BMW 5 Series Touring
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BMW 5 Series Touring overall verdict
Drives superbly, looks pretty good – better than the saloon at least – and it’s one of the bigger estates. Much to recommend it.
The handling may have lost a little purity, but the trade-off is less bobbliness from the run-flat tyres and a calmer ride - a compromise that should suit most buyers. Stiffer M-Sport suspension is available if it doesn't.
You get the full, complicated and confusing line-up of BMW's 5 engine line-up. There's the 2.0-litre turbo producing 184bhp and 245bhp in the 520i and 528i, the 272bhp 530i, the twin-turbo 3.0-litre six in the 535i (306bhp), the 4.4-litre turbo'd V8 in the 550i (407bhp), and of course the diesels. There's the 520d, 525d, 530d and 535d. That last engine pushes out 313bhp, hits 62mph in 5.5 seconds and returns 50.4mpg, for which read "having cake", and "eating it". It's got more torque than the 550i for goodness sake.
A 535d Touring gets the nod of approval from any true petrolhead...
Solid as a rock. Don’t be afraid of the 5-Series in terms of build quality, they represent the best of the breed.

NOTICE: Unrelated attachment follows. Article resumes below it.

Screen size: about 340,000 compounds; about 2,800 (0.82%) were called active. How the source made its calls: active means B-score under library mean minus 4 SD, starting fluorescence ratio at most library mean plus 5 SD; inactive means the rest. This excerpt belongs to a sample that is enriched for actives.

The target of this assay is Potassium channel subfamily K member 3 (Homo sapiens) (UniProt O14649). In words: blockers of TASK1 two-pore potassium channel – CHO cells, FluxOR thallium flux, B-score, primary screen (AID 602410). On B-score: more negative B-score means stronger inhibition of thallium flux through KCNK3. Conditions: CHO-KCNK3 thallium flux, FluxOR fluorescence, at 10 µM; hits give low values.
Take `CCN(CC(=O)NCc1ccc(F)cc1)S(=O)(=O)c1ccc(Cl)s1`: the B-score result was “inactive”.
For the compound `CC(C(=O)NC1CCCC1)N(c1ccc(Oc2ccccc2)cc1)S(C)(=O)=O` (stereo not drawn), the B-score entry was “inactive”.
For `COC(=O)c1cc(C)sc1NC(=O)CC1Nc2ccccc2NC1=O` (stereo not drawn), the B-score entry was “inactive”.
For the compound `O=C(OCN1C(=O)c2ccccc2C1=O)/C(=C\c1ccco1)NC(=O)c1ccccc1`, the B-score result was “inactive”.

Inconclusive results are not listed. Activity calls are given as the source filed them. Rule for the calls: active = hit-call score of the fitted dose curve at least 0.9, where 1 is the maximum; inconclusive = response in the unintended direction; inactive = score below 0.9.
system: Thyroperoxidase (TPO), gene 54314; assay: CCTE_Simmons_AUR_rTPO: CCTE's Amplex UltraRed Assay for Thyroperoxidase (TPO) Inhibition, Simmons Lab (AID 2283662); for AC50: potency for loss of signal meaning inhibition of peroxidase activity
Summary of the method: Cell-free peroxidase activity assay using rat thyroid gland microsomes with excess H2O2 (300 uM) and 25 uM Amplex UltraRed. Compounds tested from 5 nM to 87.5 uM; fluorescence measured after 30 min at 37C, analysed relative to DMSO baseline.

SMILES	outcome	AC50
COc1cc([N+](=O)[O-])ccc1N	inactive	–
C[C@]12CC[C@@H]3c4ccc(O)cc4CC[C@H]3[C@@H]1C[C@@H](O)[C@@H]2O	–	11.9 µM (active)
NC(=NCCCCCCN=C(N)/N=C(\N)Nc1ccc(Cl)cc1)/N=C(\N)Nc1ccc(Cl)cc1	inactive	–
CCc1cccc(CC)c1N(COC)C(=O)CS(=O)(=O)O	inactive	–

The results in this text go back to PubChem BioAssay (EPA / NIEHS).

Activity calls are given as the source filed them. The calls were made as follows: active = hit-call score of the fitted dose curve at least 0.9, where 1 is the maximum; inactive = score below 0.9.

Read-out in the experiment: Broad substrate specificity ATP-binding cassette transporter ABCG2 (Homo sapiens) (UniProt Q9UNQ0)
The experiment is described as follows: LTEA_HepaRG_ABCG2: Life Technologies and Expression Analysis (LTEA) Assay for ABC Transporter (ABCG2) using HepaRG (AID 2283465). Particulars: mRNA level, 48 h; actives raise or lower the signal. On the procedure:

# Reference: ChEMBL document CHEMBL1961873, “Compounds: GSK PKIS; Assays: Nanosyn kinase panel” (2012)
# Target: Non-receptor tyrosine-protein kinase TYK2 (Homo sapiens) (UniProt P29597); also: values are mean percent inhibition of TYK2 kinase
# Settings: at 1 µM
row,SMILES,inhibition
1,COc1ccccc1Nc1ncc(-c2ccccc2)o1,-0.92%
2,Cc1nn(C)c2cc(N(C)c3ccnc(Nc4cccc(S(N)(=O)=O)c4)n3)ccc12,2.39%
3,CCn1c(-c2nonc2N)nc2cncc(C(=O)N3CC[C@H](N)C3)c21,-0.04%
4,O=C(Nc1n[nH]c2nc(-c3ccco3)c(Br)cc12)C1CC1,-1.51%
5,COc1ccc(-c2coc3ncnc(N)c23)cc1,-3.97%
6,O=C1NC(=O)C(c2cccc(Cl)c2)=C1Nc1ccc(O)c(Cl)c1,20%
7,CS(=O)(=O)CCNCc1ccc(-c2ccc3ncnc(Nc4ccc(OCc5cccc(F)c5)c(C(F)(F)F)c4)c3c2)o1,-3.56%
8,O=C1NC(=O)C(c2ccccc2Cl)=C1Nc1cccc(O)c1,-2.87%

The big catch with the new 5 Series, saloon or Touring, is the presence or lack of Adaptive Drive. It's an expensive option that counteracts the forces that cause body roll, meaning both more comfort and more dynamic ability at greater speed. Without it the 5 Series feels pretty ordinary, but when fitted it's a cut above.
That boot is huge: 560 litres with the seats up, 1,670 with the rear seats down which, considering it's rear-wheel-drive, is very ruddy good indeed. Otherwise its a big, roomy cabin and masses of headroom.
Residuals are super-strong and smaller-engined versions are actually quite reasonable in terms of mpg and insurance. Even the 535d gets 50.4mpg as an average (though with 464lb ft of torque, good luck with that).
More BMW 5 Series Touring cars we've driven...
- BMW 5 Series Touring driven
- August 2010